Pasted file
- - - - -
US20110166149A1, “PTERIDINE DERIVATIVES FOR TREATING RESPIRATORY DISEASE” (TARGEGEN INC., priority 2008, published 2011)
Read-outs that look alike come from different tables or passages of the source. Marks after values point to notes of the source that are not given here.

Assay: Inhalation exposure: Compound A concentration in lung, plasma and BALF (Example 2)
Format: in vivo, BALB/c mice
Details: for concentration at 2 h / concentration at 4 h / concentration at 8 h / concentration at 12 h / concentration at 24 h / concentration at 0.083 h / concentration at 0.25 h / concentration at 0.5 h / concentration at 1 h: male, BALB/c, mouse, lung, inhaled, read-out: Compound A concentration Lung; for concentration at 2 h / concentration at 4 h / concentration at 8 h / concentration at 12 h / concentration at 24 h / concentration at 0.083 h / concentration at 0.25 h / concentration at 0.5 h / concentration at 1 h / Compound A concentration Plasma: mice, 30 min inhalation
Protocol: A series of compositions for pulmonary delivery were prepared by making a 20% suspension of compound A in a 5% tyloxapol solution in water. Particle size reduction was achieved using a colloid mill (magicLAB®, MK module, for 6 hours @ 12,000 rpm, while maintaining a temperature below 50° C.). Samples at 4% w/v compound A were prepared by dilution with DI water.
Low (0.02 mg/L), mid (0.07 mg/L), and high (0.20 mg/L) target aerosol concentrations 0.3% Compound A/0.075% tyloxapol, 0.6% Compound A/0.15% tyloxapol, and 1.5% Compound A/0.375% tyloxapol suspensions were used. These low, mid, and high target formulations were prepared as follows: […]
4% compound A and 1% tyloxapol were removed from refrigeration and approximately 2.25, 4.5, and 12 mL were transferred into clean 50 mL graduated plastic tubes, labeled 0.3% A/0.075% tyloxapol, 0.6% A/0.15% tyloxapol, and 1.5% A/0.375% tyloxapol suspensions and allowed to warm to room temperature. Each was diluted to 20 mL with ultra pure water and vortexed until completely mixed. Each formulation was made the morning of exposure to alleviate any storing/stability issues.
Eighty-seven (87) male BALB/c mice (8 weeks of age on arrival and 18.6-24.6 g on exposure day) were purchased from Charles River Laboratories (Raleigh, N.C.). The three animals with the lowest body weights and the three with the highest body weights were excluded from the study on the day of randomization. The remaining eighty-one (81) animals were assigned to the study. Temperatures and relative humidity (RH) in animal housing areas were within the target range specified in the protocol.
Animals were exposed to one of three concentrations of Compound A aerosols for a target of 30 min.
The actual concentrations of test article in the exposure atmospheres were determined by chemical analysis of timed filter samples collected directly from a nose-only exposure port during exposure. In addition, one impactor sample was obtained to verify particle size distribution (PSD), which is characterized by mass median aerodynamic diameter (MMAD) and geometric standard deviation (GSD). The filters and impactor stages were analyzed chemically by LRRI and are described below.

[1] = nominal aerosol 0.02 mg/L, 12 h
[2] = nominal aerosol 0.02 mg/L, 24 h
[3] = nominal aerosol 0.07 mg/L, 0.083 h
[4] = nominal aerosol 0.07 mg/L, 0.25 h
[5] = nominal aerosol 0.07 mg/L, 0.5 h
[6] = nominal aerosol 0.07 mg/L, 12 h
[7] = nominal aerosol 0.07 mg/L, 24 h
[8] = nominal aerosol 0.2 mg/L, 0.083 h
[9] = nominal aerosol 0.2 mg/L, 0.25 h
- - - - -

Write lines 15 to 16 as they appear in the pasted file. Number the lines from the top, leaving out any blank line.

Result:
[4] = nominal aerosol 0.07 mg/L, 0.25 h
[5] = nominal aerosol 0.07 mg/L, 0.5 h